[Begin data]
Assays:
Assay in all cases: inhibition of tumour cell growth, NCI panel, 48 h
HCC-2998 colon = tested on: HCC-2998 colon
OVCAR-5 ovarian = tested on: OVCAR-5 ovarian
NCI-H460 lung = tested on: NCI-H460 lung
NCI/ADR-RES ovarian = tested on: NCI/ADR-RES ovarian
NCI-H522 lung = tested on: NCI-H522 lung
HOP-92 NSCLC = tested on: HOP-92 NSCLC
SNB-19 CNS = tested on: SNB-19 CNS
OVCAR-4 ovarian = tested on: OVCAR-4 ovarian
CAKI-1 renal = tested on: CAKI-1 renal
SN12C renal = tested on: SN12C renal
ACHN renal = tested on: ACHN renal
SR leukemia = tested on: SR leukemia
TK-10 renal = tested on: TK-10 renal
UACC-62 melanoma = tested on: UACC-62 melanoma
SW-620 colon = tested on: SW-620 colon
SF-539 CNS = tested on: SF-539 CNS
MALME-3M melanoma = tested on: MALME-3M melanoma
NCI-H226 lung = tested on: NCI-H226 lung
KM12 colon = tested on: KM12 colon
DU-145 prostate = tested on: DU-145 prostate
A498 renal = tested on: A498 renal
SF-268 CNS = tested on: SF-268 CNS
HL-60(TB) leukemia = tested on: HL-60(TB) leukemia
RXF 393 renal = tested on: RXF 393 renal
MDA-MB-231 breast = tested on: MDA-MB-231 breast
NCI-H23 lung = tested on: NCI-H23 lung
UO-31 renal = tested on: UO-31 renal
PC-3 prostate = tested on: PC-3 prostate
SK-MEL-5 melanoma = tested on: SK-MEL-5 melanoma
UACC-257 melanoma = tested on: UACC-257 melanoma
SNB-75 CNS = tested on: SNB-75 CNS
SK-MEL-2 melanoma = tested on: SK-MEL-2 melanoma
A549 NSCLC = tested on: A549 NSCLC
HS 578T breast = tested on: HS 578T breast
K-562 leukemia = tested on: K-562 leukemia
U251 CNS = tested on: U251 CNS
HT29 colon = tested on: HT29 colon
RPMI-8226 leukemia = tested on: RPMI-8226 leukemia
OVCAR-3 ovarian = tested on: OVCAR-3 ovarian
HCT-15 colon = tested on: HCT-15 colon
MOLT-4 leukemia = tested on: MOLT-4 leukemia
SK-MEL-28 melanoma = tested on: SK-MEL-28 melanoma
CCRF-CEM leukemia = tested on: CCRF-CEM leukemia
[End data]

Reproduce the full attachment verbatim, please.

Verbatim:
Assays:
Assay in all cases: inhibition of tumour cell growth, NCI panel, 48 h
HCC-2998 colon = tested on: HCC-2998 colon
OVCAR-5 ovarian = tested on: OVCAR-5 ovarian
NCI-H460 lung = tested on: NCI-H460 lung
NCI/ADR-RES ovarian = tested on: NCI/ADR-RES ovarian
NCI-H522 lung = tested on: NCI-H522 lung
HOP-92 NSCLC = tested on: HOP-92 NSCLC
SNB-19 CNS = tested on: SNB-19 CNS
OVCAR-4 ovarian = tested on: OVCAR-4 ovarian
CAKI-1 renal = tested on: CAKI-1 renal
SN12C renal = tested on: SN12C renal
ACHN renal = tested on: ACHN renal
SR leukemia = tested on: SR leukemia
TK-10 renal = tested on: TK-10 renal
UACC-62 melanoma = tested on: UACC-62 melanoma
SW-620 colon = tested on: SW-620 colon
SF-539 CNS = tested on: SF-539 CNS
MALME-3M melanoma = tested on: MALME-3M melanoma
NCI-H226 lung = tested on: NCI-H226 lung
KM12 colon = tested on: KM12 colon
DU-145 prostate = tested on: DU-145 prostate
A498 renal = tested on: A498 renal
SF-268 CNS = tested on: SF-268 CNS
HL-60(TB) leukemia = tested on: HL-60(TB) leukemia
RXF 393 renal = tested on: RXF 393 renal
MDA-MB-231 breast = tested on: MDA-MB-231 breast
NCI-H23 lung = tested on: NCI-H23 lung
UO-31 renal = tested on: UO-31 renal
PC-3 prostate = tested on: PC-3 prostate
SK-MEL-5 melanoma = tested on: SK-MEL-5 melanoma
UACC-257 melanoma = tested on: UACC-257 melanoma
SNB-75 CNS = tested on: SNB-75 CNS
SK-MEL-2 melanoma = tested on: SK-MEL-2 melanoma
A549 NSCLC = tested on: A549 NSCLC
HS 578T breast = tested on: HS 578T breast
K-562 leukemia = tested on: K-562 leukemia
U251 CNS = tested on: U251 CNS
HT29 colon = tested on: HT29 colon
RPMI-8226 leukemia = tested on: RPMI-8226 leukemia
OVCAR-3 ovarian = tested on: OVCAR-3 ovarian
HCT-15 colon = tested on: HCT-15 colon
MOLT-4 leukemia = tested on: MOLT-4 leukemia
SK-MEL-28 melanoma = tested on: SK-MEL-28 melanoma
CCRF-CEM leukemia = tested on: CCRF-CEM leukemia